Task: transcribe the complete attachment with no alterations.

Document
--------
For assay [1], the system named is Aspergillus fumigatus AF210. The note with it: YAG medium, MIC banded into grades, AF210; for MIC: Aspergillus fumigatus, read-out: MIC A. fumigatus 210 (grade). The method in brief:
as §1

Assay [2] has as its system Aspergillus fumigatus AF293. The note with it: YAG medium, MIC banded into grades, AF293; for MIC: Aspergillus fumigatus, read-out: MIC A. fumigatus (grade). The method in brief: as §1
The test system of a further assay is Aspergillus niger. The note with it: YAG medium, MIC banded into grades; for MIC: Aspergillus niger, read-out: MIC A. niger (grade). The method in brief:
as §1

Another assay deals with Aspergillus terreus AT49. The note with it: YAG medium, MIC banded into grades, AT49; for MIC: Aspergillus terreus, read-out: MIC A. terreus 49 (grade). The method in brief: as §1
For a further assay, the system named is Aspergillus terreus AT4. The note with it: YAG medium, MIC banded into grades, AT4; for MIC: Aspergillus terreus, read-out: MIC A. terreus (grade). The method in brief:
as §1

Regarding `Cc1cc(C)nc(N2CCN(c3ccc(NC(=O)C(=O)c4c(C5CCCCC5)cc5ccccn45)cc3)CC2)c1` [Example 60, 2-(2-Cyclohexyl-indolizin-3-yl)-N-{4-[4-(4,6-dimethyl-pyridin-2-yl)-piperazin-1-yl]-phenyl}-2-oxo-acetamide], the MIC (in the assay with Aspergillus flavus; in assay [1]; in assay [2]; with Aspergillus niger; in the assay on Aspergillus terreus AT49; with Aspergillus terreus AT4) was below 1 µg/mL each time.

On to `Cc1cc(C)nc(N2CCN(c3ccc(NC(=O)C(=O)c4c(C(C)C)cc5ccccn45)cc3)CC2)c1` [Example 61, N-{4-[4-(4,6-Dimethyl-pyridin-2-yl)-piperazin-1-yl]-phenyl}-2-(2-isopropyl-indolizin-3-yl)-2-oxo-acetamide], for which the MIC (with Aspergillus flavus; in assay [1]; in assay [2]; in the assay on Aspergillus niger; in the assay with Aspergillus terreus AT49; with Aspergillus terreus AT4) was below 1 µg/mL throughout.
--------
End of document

For assay [1], the system named is Aspergillus fumigatus AF210. The note with it: YAG medium, MIC banded into grades, AF210; for MIC: Aspergillus fumigatus, read-out: MIC A. fumigatus 210 (grade). The method in brief:
as §1

Assay [2] has as its system Aspergillus fumigatus AF293. The note with it: YAG medium, MIC banded into grades, AF293; for MIC: Aspergillus fumigatus, read-out: MIC A. fumigatus (grade). The method in brief: as §1
The test system of a further assay is Aspergillus niger. The note with it: YAG medium, MIC banded into grades; for MIC: Aspergillus niger, read-out: MIC A. niger (grade). The method in brief:
as §1

Another assay deals with Aspergillus terreus AT49. The note with it: YAG medium, MIC banded into grades, AT49; for MIC: Aspergillus terreus, read-out: MIC A. terreus 49 (grade). The method in brief: as §1
For a further assay, the system named is Aspergillus terreus AT4. The note with it: YAG medium, MIC banded into grades, AT4; for MIC: Aspergillus terreus, read-out: MIC A. terreus (grade). The method in brief:
as §1

Regarding `Cc1cc(C)nc(N2CCN(c3ccc(NC(=O)C(=O)c4c(C5CCCCC5)cc5ccccn45)cc3)CC2)c1` [Example 60, 2-(2-Cyclohexyl-indolizin-3-yl)-N-{4-[4-(4,6-dimethyl-pyridin-2-yl)-piperazin-1-yl]-phenyl}-2-oxo-acetamide], the MIC (in the assay with Aspergillus flavus; in assay [1]; in assay [2]; with Aspergillus niger; in the assay on Aspergillus terreus AT49; with Aspergillus terreus AT4) was below 1 µg/mL each time.

On to `Cc1cc(C)nc(N2CCN(c3ccc(NC(=O)C(=O)c4c(C(C)C)cc5ccccn45)cc3)CC2)c1` [Example 61, N-{4-[4-(4,6-Dimethyl-pyridin-2-yl)-piperazin-1-yl]-phenyl}-2-(2-isopropyl-indolizin-3-yl)-2-oxo-acetamide], for which the MIC (with Aspergillus flavus; in assay [1]; in assay [2]; in the assay on Aspergillus niger; in the assay with Aspergillus terreus AT49; with Aspergillus terreus AT4) was below 1 µg/mL throughout.